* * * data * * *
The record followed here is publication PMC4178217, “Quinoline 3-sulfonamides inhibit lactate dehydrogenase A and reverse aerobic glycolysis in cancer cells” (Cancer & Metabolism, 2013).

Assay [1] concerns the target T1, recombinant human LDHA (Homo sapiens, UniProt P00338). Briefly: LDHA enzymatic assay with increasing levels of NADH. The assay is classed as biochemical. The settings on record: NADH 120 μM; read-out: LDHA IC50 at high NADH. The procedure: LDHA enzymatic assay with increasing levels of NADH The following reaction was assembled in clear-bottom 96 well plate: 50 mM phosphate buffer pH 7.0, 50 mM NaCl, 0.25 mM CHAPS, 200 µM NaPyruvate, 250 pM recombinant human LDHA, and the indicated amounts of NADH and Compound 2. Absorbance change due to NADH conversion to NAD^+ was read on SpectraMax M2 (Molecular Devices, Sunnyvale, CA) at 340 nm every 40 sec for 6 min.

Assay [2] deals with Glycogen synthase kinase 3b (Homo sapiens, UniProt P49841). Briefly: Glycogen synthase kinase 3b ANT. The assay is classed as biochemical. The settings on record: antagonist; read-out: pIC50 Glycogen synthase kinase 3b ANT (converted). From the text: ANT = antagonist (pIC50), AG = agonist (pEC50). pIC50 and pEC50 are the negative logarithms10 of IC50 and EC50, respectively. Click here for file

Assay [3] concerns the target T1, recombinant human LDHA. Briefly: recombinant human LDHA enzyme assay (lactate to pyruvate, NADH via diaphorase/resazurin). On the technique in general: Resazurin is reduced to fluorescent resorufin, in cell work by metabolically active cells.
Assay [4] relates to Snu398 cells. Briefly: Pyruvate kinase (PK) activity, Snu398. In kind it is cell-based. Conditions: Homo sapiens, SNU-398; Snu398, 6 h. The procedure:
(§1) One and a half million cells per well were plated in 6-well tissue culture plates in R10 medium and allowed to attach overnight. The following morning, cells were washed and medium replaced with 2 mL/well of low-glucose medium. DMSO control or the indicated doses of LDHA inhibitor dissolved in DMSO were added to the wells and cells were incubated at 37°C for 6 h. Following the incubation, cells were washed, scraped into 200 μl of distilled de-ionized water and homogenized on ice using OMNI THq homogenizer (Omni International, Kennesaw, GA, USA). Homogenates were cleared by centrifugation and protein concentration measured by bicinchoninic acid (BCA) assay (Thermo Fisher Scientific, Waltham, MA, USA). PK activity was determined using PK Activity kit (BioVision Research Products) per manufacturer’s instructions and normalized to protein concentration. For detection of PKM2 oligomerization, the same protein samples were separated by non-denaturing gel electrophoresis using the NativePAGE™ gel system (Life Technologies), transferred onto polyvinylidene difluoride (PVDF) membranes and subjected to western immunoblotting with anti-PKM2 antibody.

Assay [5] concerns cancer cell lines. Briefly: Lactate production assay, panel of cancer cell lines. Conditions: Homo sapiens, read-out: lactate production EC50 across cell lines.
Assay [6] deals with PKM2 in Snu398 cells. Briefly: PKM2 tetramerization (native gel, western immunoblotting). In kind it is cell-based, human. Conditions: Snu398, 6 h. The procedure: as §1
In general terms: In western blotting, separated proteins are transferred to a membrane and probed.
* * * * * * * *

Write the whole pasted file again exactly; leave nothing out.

The record followed here is publication PMC4178217, “Quinoline 3-sulfonamides inhibit lactate dehydrogenase A and reverse aerobic glycolysis in cancer cells” (Cancer & Metabolism, 2013).

Assay [1] concerns the target T1, recombinant human LDHA (Homo sapiens, UniProt P00338). Briefly: LDHA enzymatic assay with increasing levels of NADH. The assay is classed as biochemical. The settings on record: NADH 120 μM; read-out: LDHA IC50 at high NADH. The procedure: LDHA enzymatic assay with increasing levels of NADH The following reaction was assembled in clear-bottom 96 well plate: 50 mM phosphate buffer pH 7.0, 50 mM NaCl, 0.25 mM CHAPS, 200 µM NaPyruvate, 250 pM recombinant human LDHA, and the indicated amounts of NADH and Compound 2. Absorbance change due to NADH conversion to NAD^+ was read on SpectraMax M2 (Molecular Devices, Sunnyvale, CA) at 340 nm every 40 sec for 6 min.

Assay [2] deals with Glycogen synthase kinase 3b (Homo sapiens, UniProt P49841). Briefly: Glycogen synthase kinase 3b ANT. The assay is classed as biochemical. The settings on record: antagonist; read-out: pIC50 Glycogen synthase kinase 3b ANT (converted). From the text: ANT = antagonist (pIC50), AG = agonist (pEC50). pIC50 and pEC50 are the negative logarithms10 of IC50 and EC50, respectively. Click here for file

Assay [3] concerns the target T1, recombinant human LDHA. Briefly: recombinant human LDHA enzyme assay (lactate to pyruvate, NADH via diaphorase/resazurin). On the technique in general: Resazurin is reduced to fluorescent resorufin, in cell work by metabolically active cells.
Assay [4] relates to Snu398 cells. Briefly: Pyruvate kinase (PK) activity, Snu398. In kind it is cell-based. Conditions: Homo sapiens, SNU-398; Snu398, 6 h. The procedure:
(§1) One and a half million cells per well were plated in 6-well tissue culture plates in R10 medium and allowed to attach overnight. The following morning, cells were washed and medium replaced with 2 mL/well of low-glucose medium. DMSO control or the indicated doses of LDHA inhibitor dissolved in DMSO were added to the wells and cells were incubated at 37°C for 6 h. Following the incubation, cells were washed, scraped into 200 μl of distilled de-ionized water and homogenized on ice using OMNI THq homogenizer (Omni International, Kennesaw, GA, USA). Homogenates were cleared by centrifugation and protein concentration measured by bicinchoninic acid (BCA) assay (Thermo Fisher Scientific, Waltham, MA, USA). PK activity was determined using PK Activity kit (BioVision Research Products) per manufacturer’s instructions and normalized to protein concentration. For detection of PKM2 oligomerization, the same protein samples were separated by non-denaturing gel electrophoresis using the NativePAGE™ gel system (Life Technologies), transferred onto polyvinylidene difluoride (PVDF) membranes and subjected to western immunoblotting with anti-PKM2 antibody.

Assay [5] concerns cancer cell lines. Briefly: Lactate production assay, panel of cancer cell lines. Conditions: Homo sapiens, read-out: lactate production EC50 across cell lines.
Assay [6] deals with PKM2 in Snu398 cells. Briefly: PKM2 tetramerization (native gel, western immunoblotting). In kind it is cell-based, human. Conditions: Snu398, 6 h. The procedure: as §1
In general terms: In western blotting, separated proteins are transferred to a membrane and probed.